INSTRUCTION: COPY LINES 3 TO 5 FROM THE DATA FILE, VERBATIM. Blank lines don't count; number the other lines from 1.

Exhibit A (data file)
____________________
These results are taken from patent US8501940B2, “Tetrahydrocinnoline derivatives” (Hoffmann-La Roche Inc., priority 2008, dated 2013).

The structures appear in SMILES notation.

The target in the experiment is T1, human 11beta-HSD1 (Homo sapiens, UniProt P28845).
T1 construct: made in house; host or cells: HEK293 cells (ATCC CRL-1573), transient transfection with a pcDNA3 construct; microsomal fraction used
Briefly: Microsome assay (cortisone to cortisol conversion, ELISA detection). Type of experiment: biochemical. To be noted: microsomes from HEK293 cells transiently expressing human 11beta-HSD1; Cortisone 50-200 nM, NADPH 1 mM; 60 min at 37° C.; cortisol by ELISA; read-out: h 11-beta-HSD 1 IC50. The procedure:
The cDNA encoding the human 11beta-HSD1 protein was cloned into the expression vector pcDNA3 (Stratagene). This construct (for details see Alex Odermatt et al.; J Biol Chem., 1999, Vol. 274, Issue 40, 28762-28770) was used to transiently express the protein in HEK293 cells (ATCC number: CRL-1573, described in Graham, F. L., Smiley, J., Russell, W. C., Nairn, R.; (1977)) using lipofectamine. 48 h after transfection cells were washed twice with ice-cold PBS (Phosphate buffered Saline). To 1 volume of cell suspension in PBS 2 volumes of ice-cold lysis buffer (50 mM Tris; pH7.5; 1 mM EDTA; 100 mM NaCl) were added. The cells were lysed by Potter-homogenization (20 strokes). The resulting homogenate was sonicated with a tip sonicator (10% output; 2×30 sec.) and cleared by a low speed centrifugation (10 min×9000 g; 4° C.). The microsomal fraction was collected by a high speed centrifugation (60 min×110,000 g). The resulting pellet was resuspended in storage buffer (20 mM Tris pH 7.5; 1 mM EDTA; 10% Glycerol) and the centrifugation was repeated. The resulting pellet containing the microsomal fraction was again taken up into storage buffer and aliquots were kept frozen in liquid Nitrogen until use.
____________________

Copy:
The target in the experiment is T1, human 11beta-HSD1 (Homo sapiens, UniProt P28845).
T1 construct: made in house; host or cells: HEK293 cells (ATCC CRL-1573), transient transfection with a pcDNA3 construct; microsomal fraction used
Briefly: Microsome assay (cortisone to cortisol conversion, ELISA detection). Type of experiment: biochemical. To be noted: microsomes from HEK293 cells transiently expressing human 11beta-HSD1; Cortisone 50-200 nM, NADPH 1 mM; 60 min at 37° C.; cortisol by ELISA; read-out: h 11-beta-HSD 1 IC50. The procedure: